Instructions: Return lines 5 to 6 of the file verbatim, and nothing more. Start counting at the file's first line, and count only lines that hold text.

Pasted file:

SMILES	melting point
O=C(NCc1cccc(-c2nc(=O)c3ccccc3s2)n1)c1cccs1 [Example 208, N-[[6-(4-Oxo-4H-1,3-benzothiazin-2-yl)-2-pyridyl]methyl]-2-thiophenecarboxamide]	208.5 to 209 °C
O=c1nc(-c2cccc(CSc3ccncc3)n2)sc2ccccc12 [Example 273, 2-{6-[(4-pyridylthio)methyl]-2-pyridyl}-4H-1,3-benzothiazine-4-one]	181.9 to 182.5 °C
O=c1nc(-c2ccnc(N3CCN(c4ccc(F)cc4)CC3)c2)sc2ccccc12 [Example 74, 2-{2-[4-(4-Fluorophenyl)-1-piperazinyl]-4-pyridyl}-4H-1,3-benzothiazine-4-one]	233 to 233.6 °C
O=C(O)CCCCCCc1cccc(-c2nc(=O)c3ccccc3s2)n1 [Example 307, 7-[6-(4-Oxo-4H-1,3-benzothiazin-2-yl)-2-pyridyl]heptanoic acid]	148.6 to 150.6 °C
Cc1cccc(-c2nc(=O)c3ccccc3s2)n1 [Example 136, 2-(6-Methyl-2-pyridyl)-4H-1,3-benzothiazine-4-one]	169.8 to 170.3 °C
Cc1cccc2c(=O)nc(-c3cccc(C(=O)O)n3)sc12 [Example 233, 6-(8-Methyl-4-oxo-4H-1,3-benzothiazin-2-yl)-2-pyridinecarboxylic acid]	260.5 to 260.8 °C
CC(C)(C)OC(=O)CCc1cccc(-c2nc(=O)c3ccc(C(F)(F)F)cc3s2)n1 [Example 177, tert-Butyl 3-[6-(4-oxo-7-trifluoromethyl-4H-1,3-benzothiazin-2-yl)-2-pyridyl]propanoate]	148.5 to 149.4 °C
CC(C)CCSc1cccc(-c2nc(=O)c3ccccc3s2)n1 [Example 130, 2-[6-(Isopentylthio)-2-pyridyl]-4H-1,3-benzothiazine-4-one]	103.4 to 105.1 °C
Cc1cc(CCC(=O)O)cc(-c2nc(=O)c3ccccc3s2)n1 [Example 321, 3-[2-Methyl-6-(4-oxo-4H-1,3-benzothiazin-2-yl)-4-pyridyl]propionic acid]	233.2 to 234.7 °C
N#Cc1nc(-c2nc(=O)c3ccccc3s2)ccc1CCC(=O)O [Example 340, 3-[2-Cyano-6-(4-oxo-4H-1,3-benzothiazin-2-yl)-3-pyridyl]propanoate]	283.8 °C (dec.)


O=C(O)CCCCCCc1cccc(-c2nc(=O)c3ccccc3s2)n1 [Example 307, 7-[6-(4-Oxo-4H-1,3-benzothiazin-2-yl)-2-pyridyl]heptanoic acid]	148.6 to 150.6 °C
Cc1cccc(-c2nc(=O)c3ccccc3s2)n1 [Example 136, 2-(6-Methyl-2-pyridyl)-4H-1,3-benzothiazine-4-one]	169.8 to 170.3 °C